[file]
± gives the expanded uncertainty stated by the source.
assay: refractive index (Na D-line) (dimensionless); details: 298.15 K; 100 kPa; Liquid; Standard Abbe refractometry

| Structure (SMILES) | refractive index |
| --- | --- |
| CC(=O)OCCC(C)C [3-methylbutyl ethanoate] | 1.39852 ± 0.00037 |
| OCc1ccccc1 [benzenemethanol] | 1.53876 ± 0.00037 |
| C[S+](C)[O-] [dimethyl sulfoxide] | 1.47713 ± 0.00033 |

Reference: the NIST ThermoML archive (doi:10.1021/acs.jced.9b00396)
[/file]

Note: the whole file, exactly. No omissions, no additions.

± gives the expanded uncertainty stated by the source.
assay: refractive index (Na D-line) (dimensionless); details: 298.15 K; 100 kPa; Liquid; Standard Abbe refractometry

| Structure (SMILES) | refractive index |
| --- | --- |
| CC(=O)OCCC(C)C [3-methylbutyl ethanoate] | 1.39852 ± 0.00037 |
| OCc1ccccc1 [benzenemethanol] | 1.53876 ± 0.00037 |
| C[S+](C)[O-] [dimethyl sulfoxide] | 1.47713 ± 0.00033 |

Reference: the NIST ThermoML archive (doi:10.1021/acs.jced.9b00396)